When my second child decided to make his presence known, I feel like I was able to successfully take off my rose colored glasses. I took the oohs and aahs with a grain of salt, and basically listened to my dad, “Yep, he looks like all other babies…kind of ugly…but he’ll turn out okay in a few months.” I was able to admit that, yes, his cheeks did remind me of Alfred Hitchcock.

Of course, now he’s 3 months old and is surely above average in the handsome baby scale. That ugly baby syndrome is a thing of the past. And my daughter is absolutely gorgeous. And, no, I won’t be looking at baby picture albums a few years down the road to prove it. I will instead remember the way my children made me melt when they said things like “you’re a great mommy” or “I love you” or when they smiled and laughed with me or when they asked me for “some loving.” There is nothing more beautiful than that.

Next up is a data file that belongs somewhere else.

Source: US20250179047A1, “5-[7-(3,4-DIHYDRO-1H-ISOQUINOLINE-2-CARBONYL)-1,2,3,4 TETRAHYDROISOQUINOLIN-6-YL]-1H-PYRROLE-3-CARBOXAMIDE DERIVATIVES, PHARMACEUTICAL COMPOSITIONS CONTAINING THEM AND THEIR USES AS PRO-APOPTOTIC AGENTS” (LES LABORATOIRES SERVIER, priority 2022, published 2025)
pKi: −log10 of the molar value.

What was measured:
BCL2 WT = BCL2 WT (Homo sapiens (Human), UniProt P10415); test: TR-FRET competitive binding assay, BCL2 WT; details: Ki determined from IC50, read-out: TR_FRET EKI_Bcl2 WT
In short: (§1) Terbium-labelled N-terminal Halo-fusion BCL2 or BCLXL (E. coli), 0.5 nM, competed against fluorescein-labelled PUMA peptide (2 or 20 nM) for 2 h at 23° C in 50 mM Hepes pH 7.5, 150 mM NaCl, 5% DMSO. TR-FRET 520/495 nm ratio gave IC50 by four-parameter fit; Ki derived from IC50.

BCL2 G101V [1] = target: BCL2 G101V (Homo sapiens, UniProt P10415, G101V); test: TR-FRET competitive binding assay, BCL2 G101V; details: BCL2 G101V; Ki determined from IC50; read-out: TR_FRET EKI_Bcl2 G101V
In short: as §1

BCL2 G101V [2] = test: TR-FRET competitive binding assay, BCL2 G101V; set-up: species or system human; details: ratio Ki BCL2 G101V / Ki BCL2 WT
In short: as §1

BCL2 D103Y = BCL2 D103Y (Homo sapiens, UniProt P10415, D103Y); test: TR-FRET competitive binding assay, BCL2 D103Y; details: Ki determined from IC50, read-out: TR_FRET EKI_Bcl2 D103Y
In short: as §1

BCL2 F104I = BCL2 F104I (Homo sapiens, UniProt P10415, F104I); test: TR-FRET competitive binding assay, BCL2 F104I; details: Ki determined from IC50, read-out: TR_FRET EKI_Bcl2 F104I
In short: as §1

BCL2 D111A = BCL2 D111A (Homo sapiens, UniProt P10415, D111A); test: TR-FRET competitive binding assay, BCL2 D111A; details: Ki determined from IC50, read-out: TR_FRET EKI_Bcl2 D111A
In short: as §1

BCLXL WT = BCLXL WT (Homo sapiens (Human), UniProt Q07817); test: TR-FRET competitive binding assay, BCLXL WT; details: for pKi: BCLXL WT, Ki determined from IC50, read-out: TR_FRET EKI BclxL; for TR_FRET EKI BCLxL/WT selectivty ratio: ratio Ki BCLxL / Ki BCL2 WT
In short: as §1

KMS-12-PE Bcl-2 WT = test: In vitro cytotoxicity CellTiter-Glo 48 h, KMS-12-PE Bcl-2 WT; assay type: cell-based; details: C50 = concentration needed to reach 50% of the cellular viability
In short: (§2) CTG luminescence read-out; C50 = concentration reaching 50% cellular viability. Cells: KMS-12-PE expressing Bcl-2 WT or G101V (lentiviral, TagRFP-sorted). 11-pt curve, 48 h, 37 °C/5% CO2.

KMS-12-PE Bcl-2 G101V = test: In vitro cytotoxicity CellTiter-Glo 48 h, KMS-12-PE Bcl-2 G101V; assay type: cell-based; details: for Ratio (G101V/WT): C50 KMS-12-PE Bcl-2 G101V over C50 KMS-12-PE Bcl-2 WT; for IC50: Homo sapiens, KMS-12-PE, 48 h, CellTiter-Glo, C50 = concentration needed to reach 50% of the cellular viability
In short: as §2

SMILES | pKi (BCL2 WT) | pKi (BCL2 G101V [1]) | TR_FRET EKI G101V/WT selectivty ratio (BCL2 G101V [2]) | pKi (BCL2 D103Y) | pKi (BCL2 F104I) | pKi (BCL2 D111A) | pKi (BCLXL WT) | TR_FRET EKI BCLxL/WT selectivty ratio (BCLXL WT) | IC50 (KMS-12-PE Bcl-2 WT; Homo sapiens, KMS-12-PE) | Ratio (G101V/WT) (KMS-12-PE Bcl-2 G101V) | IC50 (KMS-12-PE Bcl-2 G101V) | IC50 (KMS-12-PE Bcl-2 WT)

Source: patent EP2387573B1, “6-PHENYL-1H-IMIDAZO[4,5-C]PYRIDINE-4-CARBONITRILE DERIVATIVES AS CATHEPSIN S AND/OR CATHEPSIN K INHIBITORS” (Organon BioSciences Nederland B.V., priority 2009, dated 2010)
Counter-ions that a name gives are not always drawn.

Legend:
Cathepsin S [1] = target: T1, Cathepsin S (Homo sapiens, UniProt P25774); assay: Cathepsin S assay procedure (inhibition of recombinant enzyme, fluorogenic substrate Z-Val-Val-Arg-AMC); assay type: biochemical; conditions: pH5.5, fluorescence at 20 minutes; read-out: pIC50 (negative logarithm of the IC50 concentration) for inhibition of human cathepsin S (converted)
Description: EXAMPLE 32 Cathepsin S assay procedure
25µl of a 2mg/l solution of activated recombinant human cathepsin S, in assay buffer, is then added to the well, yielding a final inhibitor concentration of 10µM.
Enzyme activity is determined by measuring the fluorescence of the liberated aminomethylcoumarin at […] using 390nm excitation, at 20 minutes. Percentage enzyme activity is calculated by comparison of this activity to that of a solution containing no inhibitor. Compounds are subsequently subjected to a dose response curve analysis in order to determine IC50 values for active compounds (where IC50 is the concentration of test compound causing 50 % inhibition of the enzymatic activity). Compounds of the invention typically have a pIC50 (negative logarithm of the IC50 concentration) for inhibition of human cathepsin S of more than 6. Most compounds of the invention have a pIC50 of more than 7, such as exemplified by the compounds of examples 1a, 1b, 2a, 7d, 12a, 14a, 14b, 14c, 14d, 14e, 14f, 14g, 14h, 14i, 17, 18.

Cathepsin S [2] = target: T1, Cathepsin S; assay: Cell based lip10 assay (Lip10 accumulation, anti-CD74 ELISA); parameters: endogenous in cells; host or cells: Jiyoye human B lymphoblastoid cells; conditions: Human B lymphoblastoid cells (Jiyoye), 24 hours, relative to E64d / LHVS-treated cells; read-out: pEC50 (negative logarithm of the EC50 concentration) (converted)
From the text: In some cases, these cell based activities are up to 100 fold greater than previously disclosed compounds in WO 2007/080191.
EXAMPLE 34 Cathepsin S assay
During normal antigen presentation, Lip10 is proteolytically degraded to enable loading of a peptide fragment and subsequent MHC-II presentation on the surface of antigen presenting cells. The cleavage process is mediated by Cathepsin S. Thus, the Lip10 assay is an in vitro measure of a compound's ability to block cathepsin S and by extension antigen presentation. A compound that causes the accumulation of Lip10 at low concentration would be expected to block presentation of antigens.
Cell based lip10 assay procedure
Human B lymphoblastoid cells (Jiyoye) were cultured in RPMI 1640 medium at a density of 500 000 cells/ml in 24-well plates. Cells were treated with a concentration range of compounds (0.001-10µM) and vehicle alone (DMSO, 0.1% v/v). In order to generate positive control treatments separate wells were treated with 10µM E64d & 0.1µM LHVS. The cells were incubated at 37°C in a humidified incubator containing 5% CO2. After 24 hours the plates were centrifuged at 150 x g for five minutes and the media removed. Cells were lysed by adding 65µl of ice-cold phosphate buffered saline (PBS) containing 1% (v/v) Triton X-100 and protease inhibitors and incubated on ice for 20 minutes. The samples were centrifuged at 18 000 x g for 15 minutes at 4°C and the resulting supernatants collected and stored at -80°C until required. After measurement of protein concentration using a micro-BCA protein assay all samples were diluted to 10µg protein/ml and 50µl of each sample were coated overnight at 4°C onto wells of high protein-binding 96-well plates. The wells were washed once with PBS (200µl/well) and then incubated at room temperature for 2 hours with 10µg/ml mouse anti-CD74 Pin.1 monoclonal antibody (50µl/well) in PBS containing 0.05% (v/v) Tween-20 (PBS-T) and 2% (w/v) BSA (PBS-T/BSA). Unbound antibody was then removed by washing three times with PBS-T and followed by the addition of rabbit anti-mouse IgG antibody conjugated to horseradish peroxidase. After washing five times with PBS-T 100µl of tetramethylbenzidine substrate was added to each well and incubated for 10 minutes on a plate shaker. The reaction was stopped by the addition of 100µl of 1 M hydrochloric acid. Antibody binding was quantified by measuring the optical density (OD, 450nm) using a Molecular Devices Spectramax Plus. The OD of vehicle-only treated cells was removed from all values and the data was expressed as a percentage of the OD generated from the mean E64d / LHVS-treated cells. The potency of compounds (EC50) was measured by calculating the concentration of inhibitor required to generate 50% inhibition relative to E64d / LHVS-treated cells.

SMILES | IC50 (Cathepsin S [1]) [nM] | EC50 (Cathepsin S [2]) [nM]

Monday, December 5, 2011

3 Tips One Never Admits to Learning from Experience

Throughout history, knowledge has been gained from a variety of sources. Books, and now the internet, offer information on whatever topic you can come up with. Scientists often employ the method of observation to discover great truths. Go to any school and you are likely to find teachers passing off knowledge left and right. On the job training allows one to learn from experience while being guided by a trained professional. And then there is what I would call the “living life” method – maybe one of the best ways to learn. The following is a list of informative tidbits. You will never hear admittance that these were learned from the “living life” method, so don’t even try get it.